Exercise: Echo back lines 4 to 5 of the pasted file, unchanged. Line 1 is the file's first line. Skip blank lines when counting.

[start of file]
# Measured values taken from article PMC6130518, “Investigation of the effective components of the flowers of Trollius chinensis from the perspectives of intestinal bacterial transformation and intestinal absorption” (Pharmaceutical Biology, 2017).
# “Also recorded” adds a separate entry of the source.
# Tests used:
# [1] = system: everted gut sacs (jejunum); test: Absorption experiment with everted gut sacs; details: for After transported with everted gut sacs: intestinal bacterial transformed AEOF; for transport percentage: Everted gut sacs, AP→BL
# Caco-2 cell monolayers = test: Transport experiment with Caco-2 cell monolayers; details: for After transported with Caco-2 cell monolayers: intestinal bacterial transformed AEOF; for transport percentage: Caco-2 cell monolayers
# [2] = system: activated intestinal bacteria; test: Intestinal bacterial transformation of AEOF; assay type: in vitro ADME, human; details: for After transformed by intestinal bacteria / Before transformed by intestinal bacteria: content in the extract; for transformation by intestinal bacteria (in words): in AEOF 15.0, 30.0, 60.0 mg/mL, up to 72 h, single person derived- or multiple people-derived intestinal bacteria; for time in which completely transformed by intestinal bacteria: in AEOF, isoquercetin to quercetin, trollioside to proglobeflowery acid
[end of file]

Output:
# [1] = system: everted gut sacs (jejunum); test: Absorption experiment with everted gut sacs; details: for After transported with everted gut sacs: intestinal bacterial transformed AEOF; for transport percentage: Everted gut sacs, AP→BL
# Caco-2 cell monolayers = test: Transport experiment with Caco-2 cell monolayers; details: for After transported with Caco-2 cell monolayers: intestinal bacterial transformed AEOF; for transport percentage: Caco-2 cell monolayers